BP officials announced Wednesday the company has finalized a deal with thousands of plaintiffs for damages sustained as a result of the 2010 Deepwater Horizon oil spill.

The settlement was first negotiated in March. At the time, BP executives said they expected to pay $7.8 billion from a $20 billion fund the company set aside to pay for costs associated with the spill.

That settlement has now been finalized, according to a statement posted on the company's site.

BP made a commitment to help economic and environmental restoration efforts in the Gulf Coast, and this settlement provides the framework for us to continue delivering on that promise, offering those affected full and fair compensation, without waiting for the outcome of a lengthy trial process, said Bob Dudley, BP Group Chief Executive.

The settlement will also cover attorneys' fees and expenses, and will be split up between property damage and medical claims.

The company will be paying for claims filed by more than 100,000 private plaintiffs, reported Reuters.

This finalized settlement is only the first step in what is likely to be a long and drawn-out court battle regarding BP's liability for its role in the oil spill.

If found grossly negligent by U.S. District Judge Carl Barbier in New Orleans, the company would have to pay as much as $4,300 per barrel of oil spilled.

Other companies are being sued for the spill as well as BP. They include Anadarko, one of the largest natural gas companies in the United States; Triton, an oil-field services company; and Transocean, the company that operated the ill-fated rig behind the worst environmental catastrophe in U.S. history.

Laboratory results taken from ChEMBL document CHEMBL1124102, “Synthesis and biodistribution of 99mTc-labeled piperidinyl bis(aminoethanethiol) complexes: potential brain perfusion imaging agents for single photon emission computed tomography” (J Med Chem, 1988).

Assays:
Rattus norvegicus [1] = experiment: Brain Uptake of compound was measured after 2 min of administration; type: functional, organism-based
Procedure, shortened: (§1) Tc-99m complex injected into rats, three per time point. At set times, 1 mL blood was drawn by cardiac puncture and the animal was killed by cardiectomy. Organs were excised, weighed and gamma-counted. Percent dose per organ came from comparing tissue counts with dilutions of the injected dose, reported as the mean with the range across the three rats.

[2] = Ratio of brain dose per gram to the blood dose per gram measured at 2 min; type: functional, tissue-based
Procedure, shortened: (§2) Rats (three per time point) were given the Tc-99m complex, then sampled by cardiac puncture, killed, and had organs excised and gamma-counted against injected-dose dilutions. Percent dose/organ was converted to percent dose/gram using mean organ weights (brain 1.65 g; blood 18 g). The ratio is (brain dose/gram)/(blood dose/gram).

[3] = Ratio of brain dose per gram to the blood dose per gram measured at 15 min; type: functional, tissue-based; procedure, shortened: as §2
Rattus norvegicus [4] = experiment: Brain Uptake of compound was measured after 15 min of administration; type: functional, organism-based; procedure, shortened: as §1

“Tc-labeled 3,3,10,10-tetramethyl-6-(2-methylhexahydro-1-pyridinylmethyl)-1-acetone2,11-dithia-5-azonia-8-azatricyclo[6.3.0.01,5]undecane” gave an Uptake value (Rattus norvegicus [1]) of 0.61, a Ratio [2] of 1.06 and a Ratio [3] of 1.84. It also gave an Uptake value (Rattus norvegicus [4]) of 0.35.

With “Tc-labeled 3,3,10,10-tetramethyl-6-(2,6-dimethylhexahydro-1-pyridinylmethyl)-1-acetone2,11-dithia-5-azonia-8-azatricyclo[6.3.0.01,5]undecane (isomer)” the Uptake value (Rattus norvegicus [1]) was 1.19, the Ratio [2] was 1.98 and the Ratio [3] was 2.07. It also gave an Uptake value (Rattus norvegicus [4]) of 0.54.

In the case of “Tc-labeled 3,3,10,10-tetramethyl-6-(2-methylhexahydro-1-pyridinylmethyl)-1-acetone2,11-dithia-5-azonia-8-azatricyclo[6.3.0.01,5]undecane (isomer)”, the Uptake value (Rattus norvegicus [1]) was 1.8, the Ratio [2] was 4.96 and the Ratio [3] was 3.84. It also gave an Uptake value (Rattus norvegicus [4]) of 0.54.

Halliburton, the Houston-based energy services company that provided the cement that finally sealed the well, is being sued by BP separately to ensure, BP says, that every company involved maintains some level of responsibility for the spill.

Another defendant, blowout-preventer maker Cameron International, already settled. It  was joined in February by Mitsui MOEX Offshore, which agreed to pay $90 million.

The catastrophe began on April 20, 2010, when a fire on the Deepwater Horizon oil platform caused the rig to sink, allowing roughly 5 million barrels of oil to gush into the Gulf.

BP is challenging the size of the spill, and has accused government prosecutors of withholding evidence suggesting the spill was smaller than originally reported by government sources.